Monday, 20 December 2010

Maritime Monday: From Train Driver to Ship's Stoker

When I was little, most small boys dreamed of becoming a train driver.  And in the 1851 census of Charleton, Devon, my great great grandfather, Henry DAMARELL, aged 17, was just that.  For the next twenty years, he was a merchant seaman, and later combined his skills to become a stoker on a steam ship.

In the middle of this, in the 1881 census, he is listed as a Marrene [sic] Store Dealer.  He must have kept his connections with the port of Southampton, for several of his grandchildren were born there, and his daughter Bertha was married there in 1879 (to my direct ancestor William John BALL).

What is a Marine Store Dealer?  The occupation is varied: "A Marine Store Dealer was a licensed broker who bought and sold used cordage, bunting, rags, timber, metal and other general waste materials. He usually sorted the purchased waste by kind, grade etc. He also repaired and mended sacks etc.

Marine Store Dealers were governed by an Act of Parliament 1st. Geo. IV. sec.16 cap.75. Which enacted that every marine-store-dealer shall have his name inserted in legible characters over his shop-door and shall also keep a book in which he shall insert the name and address of any person from whom he shall buy any article.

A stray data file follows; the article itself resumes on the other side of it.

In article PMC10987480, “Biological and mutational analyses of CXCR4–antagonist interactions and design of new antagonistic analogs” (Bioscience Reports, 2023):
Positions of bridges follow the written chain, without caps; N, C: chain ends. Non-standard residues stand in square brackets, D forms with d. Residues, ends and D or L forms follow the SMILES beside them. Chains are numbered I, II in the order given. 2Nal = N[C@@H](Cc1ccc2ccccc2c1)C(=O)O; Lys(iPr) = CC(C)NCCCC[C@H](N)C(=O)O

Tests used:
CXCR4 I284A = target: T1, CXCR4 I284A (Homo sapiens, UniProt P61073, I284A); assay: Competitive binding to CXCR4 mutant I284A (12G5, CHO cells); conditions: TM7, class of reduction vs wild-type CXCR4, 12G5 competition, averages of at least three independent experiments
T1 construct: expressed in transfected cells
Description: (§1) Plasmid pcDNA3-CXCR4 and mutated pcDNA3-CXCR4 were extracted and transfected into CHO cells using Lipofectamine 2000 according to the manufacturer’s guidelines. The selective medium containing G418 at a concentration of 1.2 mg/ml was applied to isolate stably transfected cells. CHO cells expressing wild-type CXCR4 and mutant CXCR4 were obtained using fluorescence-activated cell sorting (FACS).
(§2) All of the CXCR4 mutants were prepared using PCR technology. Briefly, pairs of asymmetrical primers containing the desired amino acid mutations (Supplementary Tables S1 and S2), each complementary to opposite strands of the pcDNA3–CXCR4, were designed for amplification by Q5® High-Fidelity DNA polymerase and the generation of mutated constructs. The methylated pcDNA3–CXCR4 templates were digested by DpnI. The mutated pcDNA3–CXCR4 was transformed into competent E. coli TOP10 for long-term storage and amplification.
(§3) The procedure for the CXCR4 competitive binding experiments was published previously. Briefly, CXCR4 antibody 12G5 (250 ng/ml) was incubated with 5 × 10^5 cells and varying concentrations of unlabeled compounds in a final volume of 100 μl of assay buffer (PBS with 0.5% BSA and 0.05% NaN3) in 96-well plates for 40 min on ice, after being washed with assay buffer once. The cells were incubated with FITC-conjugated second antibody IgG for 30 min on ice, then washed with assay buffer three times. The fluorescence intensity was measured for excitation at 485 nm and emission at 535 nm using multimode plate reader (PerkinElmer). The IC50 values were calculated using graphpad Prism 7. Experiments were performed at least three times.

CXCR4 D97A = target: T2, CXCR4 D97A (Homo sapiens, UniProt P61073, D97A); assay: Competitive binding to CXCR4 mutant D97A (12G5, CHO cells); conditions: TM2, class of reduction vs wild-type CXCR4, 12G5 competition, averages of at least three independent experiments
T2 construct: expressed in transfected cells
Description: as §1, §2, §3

Apparently Marine Store Dealers were also not allowed to buy full lengths of rope. A search of the "Times" archive brings up many references to them and nearly all were in relation to police courts. In Dicken's "A Christmas Carol" is Joe, a marine store dealer and receiver of stolen goods." [quoted in Rootschat.com]

A less-polite website indicates that a marine store dealer was pretty much a scrap merchant or rag-and-bone man, and that the occupation was often held by those named Gypsies; while the excellent Hall Genealogy Website, which deals in old occupations, lists a marine store dealer as: "Proprietor of a store selling equipment to Mariners. There were also those who aspired to that but who were nothing but junk dealers".

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